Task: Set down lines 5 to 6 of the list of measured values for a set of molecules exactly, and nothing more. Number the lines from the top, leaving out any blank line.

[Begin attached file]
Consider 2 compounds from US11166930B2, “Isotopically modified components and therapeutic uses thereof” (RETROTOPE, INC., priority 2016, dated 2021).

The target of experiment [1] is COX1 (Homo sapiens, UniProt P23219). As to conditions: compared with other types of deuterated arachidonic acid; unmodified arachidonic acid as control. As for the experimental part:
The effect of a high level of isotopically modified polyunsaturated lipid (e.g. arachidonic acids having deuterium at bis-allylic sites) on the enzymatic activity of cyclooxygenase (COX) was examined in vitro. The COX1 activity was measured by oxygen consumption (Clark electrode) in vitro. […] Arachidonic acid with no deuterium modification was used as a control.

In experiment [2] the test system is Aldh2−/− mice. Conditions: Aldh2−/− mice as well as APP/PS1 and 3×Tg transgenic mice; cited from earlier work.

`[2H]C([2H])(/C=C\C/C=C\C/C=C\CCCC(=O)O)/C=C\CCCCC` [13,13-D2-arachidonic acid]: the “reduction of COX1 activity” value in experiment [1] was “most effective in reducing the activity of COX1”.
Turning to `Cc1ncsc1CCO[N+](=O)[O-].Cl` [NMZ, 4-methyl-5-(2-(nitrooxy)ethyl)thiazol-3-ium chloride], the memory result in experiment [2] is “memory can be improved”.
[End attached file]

`[2H]C([2H])(/C=C\C/C=C\C/C=C\CCCC(=O)O)/C=C\CCCCC` [13,13-D2-arachidonic acid]: the “reduction of COX1 activity” value in experiment [1] was “most effective in reducing the activity of COX1”.
Turning to `Cc1ncsc1CCO[N+](=O)[O-].Cl` [NMZ, 4-methyl-5-(2-(nitrooxy)ethyl)thiazol-3-ium chloride], the memory result in experiment [2] is “memory can be improved”.